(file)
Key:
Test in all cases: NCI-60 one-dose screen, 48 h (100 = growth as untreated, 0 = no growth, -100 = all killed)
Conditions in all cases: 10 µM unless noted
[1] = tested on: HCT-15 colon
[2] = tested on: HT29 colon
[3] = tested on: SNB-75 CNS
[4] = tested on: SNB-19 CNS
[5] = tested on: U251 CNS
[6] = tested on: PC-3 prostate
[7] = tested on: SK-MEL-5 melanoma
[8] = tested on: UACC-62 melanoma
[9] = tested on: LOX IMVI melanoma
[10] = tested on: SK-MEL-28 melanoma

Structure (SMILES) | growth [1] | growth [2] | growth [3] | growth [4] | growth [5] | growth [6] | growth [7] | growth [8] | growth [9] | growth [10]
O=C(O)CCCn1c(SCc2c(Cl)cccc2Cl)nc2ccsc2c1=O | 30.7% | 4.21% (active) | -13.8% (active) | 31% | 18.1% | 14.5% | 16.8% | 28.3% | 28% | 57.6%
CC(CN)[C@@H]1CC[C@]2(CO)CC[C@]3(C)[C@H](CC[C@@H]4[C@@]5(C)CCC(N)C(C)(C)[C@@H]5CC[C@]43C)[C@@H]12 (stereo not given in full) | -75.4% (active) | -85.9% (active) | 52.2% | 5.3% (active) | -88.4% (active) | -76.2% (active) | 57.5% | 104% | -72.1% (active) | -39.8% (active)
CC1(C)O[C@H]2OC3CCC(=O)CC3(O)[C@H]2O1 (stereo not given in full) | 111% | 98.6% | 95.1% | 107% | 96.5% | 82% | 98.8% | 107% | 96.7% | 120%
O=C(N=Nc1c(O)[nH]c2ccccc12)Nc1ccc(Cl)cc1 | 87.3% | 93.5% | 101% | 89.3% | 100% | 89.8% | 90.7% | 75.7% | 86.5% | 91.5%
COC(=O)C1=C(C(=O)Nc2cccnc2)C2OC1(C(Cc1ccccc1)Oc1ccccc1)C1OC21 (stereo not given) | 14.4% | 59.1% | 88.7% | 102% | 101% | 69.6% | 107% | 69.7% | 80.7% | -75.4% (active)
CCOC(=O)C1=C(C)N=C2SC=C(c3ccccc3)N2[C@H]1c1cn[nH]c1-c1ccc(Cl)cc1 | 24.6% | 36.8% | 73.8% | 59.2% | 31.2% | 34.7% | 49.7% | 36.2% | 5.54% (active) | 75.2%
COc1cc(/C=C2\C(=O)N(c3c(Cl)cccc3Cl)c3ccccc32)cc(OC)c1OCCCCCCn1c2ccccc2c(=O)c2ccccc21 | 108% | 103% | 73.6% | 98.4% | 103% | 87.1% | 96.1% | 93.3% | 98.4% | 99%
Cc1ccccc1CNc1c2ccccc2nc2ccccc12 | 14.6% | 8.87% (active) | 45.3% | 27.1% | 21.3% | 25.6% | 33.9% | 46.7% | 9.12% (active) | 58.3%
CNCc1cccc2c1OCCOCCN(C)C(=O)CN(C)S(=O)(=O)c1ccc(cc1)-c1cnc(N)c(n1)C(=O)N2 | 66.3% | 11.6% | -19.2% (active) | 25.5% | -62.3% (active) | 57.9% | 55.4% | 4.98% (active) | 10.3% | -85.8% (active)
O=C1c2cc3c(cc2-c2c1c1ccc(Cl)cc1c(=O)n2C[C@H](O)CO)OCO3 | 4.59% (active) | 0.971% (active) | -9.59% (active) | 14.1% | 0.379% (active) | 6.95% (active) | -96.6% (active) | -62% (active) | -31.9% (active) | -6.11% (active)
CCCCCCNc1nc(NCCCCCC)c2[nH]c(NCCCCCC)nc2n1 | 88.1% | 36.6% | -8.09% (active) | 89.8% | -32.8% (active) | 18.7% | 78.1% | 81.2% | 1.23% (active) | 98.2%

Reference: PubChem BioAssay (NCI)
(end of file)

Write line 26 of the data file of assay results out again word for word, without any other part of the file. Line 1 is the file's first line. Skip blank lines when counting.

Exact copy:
Reference: PubChem BioAssay (NCI)